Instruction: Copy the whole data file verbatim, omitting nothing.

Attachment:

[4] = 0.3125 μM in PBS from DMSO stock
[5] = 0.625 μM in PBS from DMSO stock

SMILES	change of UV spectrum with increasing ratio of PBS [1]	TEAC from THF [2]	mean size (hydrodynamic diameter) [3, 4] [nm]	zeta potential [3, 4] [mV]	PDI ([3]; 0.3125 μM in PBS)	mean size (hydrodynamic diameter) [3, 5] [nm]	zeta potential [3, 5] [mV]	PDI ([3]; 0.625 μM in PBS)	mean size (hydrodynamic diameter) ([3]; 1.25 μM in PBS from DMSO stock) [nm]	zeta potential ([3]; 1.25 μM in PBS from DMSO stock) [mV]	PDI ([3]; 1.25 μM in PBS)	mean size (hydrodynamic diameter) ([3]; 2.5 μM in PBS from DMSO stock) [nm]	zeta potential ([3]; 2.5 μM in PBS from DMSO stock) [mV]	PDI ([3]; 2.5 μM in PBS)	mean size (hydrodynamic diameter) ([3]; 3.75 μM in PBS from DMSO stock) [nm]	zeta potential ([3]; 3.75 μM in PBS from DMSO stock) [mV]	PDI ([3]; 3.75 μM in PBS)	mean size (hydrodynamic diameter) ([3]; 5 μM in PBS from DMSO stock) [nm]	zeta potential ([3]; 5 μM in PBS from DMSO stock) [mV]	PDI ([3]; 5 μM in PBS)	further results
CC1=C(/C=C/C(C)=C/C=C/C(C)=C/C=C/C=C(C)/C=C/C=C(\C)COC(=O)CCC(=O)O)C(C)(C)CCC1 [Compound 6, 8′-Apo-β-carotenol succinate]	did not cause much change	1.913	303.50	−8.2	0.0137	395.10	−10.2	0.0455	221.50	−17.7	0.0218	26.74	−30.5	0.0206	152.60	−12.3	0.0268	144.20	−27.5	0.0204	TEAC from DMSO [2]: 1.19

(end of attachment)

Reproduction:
[4] = 0.3125 μM in PBS from DMSO stock
[5] = 0.625 μM in PBS from DMSO stock

SMILES	change of UV spectrum with increasing ratio of PBS [1]	TEAC from THF [2]	mean size (hydrodynamic diameter) [3, 4] [nm]	zeta potential [3, 4] [mV]	PDI ([3]; 0.3125 μM in PBS)	mean size (hydrodynamic diameter) [3, 5] [nm]	zeta potential [3, 5] [mV]	PDI ([3]; 0.625 μM in PBS)	mean size (hydrodynamic diameter) ([3]; 1.25 μM in PBS from DMSO stock) [nm]	zeta potential ([3]; 1.25 μM in PBS from DMSO stock) [mV]	PDI ([3]; 1.25 μM in PBS)	mean size (hydrodynamic diameter) ([3]; 2.5 μM in PBS from DMSO stock) [nm]	zeta potential ([3]; 2.5 μM in PBS from DMSO stock) [mV]	PDI ([3]; 2.5 μM in PBS)	mean size (hydrodynamic diameter) ([3]; 3.75 μM in PBS from DMSO stock) [nm]	zeta potential ([3]; 3.75 μM in PBS from DMSO stock) [mV]	PDI ([3]; 3.75 μM in PBS)	mean size (hydrodynamic diameter) ([3]; 5 μM in PBS from DMSO stock) [nm]	zeta potential ([3]; 5 μM in PBS from DMSO stock) [mV]	PDI ([3]; 5 μM in PBS)	further results
CC1=C(/C=C/C(C)=C/C=C/C(C)=C/C=C/C=C(C)/C=C/C=C(\C)COC(=O)CCC(=O)O)C(C)(C)CCC1 [Compound 6, 8′-Apo-β-carotenol succinate]	did not cause much change	1.913	303.50	−8.2	0.0137	395.10	−10.2	0.0455	221.50	−17.7	0.0218	26.74	−30.5	0.0206	152.60	−12.3	0.0268	144.20	−27.5	0.0204	TEAC from DMSO [2]: 1.19